I played baseball in college. The first half of my freshman year went fairly well. At least I didn’t embarrass myself too much.
The second half, though, was a nightmare. I got into a terrible slump that I couldn’t get out of. I changed my batting grip. I changed my batting stance. I changed my batting gloves. Nothing worked.
After some weeks, I’d completely lost patience with myself. I was pressing … hard.
One of my coaches, who hadn’t said much to me throughout my struggles, finally took me aside and said, “It looks like you’re trying to hit two home runs in one at-bat. You’re thinking too much. Let your body do what it knows how to do. You’ve practiced and practiced. Now let your body do the work.”
And I said, “Yeah, but what if that doesn’t work? What if I don’t ever get another hit?”
Coach said, “You can’t control what happens to the ball after you do what you’ve trained to do. Muscle memory. You can only control the swing you’ve practiced. And if you’ve done it correctly—and you have, because I’ve made sure of that—it’ll eventually work itself out. You’ve got to quit thinking so much. What? Do you think you're Ty Cobb? Give yourself a break.”
I over-think just about everything, and I’m not good at giving myself a break.
Writing is the same way. You do something you really like, and some other folks seem to like it too. Then, the next thing you do (which you also like) barely raises a yawn. Then, you produce several yawners in a row, and you start to think that maybe you’ve managed a couple of flukes, but now everybody has wised up and can see what a fraud you are. And you’re convinced that they’ll never read anything you’ve written again. (I’ve been assured by other writers that this is a thing—that it’s not just me.)
The temptation when you hit a dry patch in writing is to try to think, think, think of something new and important to say—something that will drive page views or book sales (or whatever measuring stick for success you happen to be employing).
You start pressing, start trying to hit two home runs in every at-bat. So, you write stuff like “Fourteen Reasons the Church Needs to Be More Like Lady Gaga.”
But writing also has its own version of muscle memory. Writers write because they can’t not write, which means that they write for the love of the act writing and not for the results writing produces.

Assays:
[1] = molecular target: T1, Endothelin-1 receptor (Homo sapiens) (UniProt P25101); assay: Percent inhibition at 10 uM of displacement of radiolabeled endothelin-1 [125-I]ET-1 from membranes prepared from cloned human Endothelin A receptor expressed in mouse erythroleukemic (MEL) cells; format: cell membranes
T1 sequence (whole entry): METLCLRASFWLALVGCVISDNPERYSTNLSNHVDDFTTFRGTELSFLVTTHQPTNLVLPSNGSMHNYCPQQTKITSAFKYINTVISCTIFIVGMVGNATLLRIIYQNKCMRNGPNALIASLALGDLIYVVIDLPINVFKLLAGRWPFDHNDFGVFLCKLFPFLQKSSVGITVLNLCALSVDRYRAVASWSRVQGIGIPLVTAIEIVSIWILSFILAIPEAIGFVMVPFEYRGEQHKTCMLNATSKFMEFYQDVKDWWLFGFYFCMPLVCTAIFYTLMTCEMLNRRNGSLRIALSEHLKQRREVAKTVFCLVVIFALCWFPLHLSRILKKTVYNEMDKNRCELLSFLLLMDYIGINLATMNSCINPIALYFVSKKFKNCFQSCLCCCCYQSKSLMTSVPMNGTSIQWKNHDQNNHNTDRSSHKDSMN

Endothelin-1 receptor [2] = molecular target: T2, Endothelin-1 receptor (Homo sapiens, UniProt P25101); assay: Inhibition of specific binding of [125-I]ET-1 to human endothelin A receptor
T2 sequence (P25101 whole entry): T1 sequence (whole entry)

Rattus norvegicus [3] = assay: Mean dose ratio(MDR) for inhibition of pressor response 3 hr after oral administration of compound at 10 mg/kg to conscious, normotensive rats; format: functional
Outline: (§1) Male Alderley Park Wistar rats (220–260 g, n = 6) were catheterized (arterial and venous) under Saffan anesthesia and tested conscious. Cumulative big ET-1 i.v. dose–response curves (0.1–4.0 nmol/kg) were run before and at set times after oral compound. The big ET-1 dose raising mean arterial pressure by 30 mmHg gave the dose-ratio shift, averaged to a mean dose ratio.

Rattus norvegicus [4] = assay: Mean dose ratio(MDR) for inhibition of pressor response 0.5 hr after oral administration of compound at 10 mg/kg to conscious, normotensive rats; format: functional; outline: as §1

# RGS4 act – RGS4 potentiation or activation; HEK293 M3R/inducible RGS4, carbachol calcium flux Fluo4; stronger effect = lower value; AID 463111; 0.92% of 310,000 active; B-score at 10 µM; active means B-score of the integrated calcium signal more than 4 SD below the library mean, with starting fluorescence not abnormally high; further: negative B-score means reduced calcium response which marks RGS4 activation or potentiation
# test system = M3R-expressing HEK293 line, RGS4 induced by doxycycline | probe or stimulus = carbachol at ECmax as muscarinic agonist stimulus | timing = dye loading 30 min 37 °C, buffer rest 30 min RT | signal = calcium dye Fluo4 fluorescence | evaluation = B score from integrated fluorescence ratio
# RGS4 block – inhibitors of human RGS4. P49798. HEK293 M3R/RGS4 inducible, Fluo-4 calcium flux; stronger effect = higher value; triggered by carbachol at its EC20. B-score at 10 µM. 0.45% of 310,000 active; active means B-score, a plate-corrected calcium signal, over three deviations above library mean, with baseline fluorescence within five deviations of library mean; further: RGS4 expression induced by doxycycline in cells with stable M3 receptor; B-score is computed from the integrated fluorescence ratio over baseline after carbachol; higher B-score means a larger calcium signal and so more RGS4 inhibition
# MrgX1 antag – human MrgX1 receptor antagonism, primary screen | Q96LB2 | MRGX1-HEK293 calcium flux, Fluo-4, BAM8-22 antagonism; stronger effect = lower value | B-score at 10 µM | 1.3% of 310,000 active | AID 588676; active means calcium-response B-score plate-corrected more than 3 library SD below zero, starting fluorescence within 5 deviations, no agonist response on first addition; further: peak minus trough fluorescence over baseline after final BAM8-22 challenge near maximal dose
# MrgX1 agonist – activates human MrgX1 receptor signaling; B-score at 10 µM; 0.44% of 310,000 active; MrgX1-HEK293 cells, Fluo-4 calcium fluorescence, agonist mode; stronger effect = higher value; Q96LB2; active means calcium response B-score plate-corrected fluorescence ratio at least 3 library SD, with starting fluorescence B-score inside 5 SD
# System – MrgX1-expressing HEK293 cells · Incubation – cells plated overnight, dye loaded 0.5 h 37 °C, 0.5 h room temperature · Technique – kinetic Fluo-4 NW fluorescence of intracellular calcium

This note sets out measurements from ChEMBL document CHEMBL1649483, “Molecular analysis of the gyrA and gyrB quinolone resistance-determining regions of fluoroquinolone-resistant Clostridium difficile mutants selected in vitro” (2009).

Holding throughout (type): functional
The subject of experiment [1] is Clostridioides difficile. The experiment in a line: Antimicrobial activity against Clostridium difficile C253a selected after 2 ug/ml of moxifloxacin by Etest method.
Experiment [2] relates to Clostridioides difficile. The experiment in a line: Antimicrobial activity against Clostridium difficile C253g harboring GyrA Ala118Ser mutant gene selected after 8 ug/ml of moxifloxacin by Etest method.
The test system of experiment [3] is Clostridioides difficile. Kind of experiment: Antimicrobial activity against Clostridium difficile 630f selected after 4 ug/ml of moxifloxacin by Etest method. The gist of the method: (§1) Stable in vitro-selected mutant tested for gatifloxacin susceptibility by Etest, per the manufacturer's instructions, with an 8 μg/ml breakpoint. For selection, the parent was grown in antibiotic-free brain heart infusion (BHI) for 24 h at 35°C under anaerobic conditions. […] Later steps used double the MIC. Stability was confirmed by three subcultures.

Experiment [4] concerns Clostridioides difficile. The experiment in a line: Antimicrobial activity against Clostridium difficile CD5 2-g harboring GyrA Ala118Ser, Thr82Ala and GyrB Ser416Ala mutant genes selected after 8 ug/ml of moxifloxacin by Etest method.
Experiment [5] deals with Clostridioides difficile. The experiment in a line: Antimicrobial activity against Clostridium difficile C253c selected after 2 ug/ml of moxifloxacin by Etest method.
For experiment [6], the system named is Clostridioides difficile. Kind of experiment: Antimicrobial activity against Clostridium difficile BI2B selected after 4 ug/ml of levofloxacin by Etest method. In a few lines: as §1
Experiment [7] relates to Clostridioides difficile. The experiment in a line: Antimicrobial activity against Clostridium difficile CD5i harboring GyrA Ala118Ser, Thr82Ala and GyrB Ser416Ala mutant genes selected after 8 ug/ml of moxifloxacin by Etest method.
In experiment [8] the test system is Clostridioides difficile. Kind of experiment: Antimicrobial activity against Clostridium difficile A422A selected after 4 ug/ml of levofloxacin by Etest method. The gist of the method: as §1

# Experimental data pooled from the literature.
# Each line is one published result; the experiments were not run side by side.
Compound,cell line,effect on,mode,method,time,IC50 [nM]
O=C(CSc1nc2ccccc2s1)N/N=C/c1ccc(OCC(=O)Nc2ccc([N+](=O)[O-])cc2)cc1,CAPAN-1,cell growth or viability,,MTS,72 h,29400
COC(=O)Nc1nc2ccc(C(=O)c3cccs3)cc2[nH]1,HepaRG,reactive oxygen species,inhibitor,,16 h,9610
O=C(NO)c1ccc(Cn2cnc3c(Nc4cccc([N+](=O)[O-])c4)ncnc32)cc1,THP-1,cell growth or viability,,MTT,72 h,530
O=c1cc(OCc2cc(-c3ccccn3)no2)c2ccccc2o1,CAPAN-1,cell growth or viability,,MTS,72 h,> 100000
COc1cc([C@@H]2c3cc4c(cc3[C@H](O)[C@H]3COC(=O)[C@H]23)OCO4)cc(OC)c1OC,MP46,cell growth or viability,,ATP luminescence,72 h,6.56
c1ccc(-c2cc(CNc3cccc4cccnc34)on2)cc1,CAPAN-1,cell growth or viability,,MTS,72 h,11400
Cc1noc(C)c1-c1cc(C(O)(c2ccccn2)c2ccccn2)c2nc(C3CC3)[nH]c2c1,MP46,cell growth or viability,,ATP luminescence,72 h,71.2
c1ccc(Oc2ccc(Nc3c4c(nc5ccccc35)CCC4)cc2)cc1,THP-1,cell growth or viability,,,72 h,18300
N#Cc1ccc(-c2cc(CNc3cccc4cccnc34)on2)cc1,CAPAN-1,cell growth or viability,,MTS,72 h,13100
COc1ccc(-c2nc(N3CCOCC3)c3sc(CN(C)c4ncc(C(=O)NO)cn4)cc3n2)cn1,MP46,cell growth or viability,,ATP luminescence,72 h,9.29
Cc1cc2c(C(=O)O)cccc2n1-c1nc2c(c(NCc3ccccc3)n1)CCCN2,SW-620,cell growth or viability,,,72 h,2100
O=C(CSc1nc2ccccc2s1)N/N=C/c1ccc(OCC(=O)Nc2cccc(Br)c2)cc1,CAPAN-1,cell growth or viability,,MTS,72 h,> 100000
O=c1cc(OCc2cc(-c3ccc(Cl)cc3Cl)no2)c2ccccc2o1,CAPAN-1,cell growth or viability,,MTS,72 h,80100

Because you can’t control what happens after you push “submit,” after you send your work out into the ether. You trust that your writing muscles will remember what to do, and do it. And you trust that what comes from that will be a good representation of all the time and energy you’ve sunk into throwing words up on a screen. What people do or don’t do with it, you can’t control.
Struggling congregations often look like slumping hitters who can’t catch a break or writers who believe their best words have already found their way onto the paper. They press. They catastrophize. You can smell the fear of failure, the neediness for approval all over them.
Congregations in decline start thinking how they might change their luck (“because, you know, we’ve got to do something or we’re going to die”). Rather than trust themselves, they start thinking about gimmicks that will break the slump.
“I heard about a church out in Kansas that did this thing on Tuesday nights with a calliope, a tattoo artist, and bears on unicycles. Maybe we should check into that.”
But, assuming you’ve thought and prayed about the ministries you engage, and that you have something to offer, what you need to focus on is remaining faithful to your best lights.
When it comes to congregations, what do I mean by “remaining faithful to your best lights?”
Here’s what I mean: congregations should spend time discerning where God is leading, and then head in that direction. If the community is convinced that it’s the right way to go, then go and quit worrying that somebody else knows a shortcut that you don’t know.
You have to get over the mistaken notion that you can engineer the results you want. Muscle memory. You do what you do the best you know how to do it, and then you let God take responsibility for the results.
Does that mean if something’s obviously not working you shouldn’t change?
Let me take a different tack for a moment. Don’t confuse tactics with strategy. Strategy is a direction. Tactics are a path. If you’re headed east, several paths may take you there. If you find that one path doesn’t work, don’t feel guilty about stopping and heading down another one. But you need to remain convinced that east is where you need to go.
That’s a lot of metaphors for one post. The point is, congregations need to look to God for the kind of work they need to be doing. Then, they need to do that work as often and as well as possible. Finally, they need to let God worry about results.
Give yourself a break.